Canadian History for Kids!
Sketches of Canada for April 12th!

Canadian History for Kids

Terry Fox dipped his right leg in the Atlantic Ocean near St. John’s, Newfoundland, on April 12, 1980, starting his courageous Marathon of Hope. This Canadian History for Kids, Sketches of our Canada, looks at this amazing Canadian athlete, humanitarian, and cancer research activist.

This Canadian History for Kids articles starts with how Terry Fox was born on July 28, 1958, in Winnipeg, Manitoba. His family moved to Surrey, British Columbia, in 1966, then settled in Port Coquitlam in 1968. His father recalled that as a young boy he was extremely competitive, noting that Terry hated to lose so much that he would continue at any activity until he succeeded.

He was an avid athlete, playing soccer, rugby and baseball but his true passion was for basketball. He became a regular player in grade nine and earned a starting position in grade ten. In grade 12, he won his high school’s athlete of the year award.

On November 12, 1976, as Fox was driving home to Port Coquitlam, he became distracted by nearby bridge construction, and crashed into the back of a pickup truck. Fox emerged from the accident with a sore right knee. By March 1977, the pain had increased and he finally went to a hospital, where he was diagnosed with osteosarcoma, a form of cancer that often starts near the knees. He was told that his leg had to be amputated, and that he would require chemotherapy treatment, and that recent medical advances meant he had a 50 percent chance of survival. Fox learned that two years before the figure would have been only 15 percent, and the improvement in survival rates impressed on him the value of cancer research.

With the help of an artificial leg, Fox was walking three weeks after the amputation. He endured sixteen months of chemotherapy and found the time he spent in the British Columbia Cancer Control Agency facility difficult as he watched fellow cancer patients suffer and die from the disease. Fox ended his treatment with new purpose: he felt he owed his survival to medical advances and wished to live his life in a way that would help others find courage.

Before his cancer surgery, Fox had been given an article about Dick Traum, the first amputee to complete in the New York City Marathon. The article inspired him. He embarked on a long training program, telling his family he planned to compete in a marathon himself. This Canadian History for Kids article continues in August 1979, where Fox competed in a marathon in Prince George, British Columbia. He finished in last place, ten minutes behind his closest competitor, but his effort was met with tears and applause from the other participants. Following the marathon, he announced to his family he intended to run the length of Canada in the hope of increasing cancer awareness.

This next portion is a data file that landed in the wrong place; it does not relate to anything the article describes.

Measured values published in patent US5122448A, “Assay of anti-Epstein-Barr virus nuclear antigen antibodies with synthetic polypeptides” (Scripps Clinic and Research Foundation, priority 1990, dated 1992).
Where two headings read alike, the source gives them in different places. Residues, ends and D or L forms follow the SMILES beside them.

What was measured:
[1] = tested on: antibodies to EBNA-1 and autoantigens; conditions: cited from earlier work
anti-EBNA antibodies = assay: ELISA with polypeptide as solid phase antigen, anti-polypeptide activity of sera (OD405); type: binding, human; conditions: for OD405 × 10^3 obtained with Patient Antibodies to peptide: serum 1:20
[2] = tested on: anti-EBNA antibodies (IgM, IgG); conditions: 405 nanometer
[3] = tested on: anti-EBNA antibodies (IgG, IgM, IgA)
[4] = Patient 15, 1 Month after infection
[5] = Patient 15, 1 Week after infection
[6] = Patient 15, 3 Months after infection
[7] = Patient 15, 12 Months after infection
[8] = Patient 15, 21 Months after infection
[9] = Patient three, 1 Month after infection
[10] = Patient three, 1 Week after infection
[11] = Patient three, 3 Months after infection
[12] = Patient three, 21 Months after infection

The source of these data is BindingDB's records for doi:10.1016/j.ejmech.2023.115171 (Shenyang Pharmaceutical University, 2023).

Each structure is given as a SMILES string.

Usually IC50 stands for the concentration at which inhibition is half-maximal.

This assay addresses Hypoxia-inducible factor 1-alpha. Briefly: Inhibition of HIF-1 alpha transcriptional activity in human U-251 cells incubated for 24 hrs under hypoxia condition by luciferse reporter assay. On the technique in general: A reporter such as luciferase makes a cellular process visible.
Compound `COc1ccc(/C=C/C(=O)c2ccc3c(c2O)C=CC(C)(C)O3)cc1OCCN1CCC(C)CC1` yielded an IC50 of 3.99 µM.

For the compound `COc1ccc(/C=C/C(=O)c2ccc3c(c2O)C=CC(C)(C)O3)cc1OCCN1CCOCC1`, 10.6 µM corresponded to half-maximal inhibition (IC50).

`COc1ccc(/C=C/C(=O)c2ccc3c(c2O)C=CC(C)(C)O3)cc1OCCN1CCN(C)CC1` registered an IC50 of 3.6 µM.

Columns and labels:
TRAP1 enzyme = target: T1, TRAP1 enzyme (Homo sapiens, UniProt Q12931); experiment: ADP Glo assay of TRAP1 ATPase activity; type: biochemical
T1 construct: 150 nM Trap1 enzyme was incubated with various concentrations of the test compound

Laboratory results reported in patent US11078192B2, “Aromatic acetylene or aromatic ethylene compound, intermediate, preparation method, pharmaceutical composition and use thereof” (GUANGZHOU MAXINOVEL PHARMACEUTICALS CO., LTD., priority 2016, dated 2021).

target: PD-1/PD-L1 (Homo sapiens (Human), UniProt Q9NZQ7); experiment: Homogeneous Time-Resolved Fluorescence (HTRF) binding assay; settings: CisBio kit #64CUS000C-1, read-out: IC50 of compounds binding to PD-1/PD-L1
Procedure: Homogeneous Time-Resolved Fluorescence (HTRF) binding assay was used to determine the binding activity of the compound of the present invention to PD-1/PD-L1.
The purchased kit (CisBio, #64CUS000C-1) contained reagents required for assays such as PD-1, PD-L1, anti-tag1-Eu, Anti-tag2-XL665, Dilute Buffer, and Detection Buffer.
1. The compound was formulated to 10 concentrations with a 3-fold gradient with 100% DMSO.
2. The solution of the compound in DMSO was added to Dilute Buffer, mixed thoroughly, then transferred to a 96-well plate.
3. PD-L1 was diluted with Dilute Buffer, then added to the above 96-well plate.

The Marathon began on April 12, 1980, when Fox dipped his right leg in the Atlantic Ocean near St. John’s, Newfoundland, and filled two large bottles with ocean water. He intended to keep one as a souvenir and pour the other into the Pacific Ocean upon completing his journey at Victoria, British Columbia.

The physical demands of running a marathon every day took its toll on Fox’s body. He frequently suffered shin splints and an inflamed knee. He developed cysts on his stump and experienced dizzy spells. Fox rejected calls for him to seek regular medical checkups, and dismissed suggestions he was risking his future health.

Fox found that by late August he was exhausted before he began his day’s run. This Canadian History for Kids article continues on September 1, when outside of Thunder Bay, he was forced to stop briefly after he suffered an intense coughing fit and experienced pains in his chest. Unsure what to do, he resumed running as the crowds along the highway shouted out their encouragement. A few miles later, short of breath, he was driven to a hospital. The next day, Fox held a tearful press conference during which he announced that his cancer had returned and spread to his lungs. He was forced to end his run after 143 days and 5,373 kilometres.

In the following months, Fox received multiple chemotherapy treatments. However, the disease continued to spread. As his condition worsened, Canadians hoped for a miracle and Pope John Paul II sent a telegram saying that he was praying for Fox. He was re-admitted to the Royal Columbian Hospital in New Westminster on June 19, 1981, with chest congestion and developed pneumonia. He fell into a coma and died at 4:35 a.m. on June 28, 1981, with his family by his side.

Fox remains a prominent figure in Canadian folklore. His determination united the nation with people from all walks of life lending their support to his run, and his memory inspires pride in all regions of the country. A couple more Canadian History for Kids facts are that a 1999 national survey named him as Canada’s greatest hero, and he finished second to Tommy Douglas in the 2004 Canadian Broadcasting Corporation program, “The Greatest Canadian.” Fox’s heroic status has been attributed to his image as an ordinary person attempting a remarkable and inspirational feat.

And that’s this week Canadian History for Kids, Sketches of our Canada!

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Canadian History for Kids!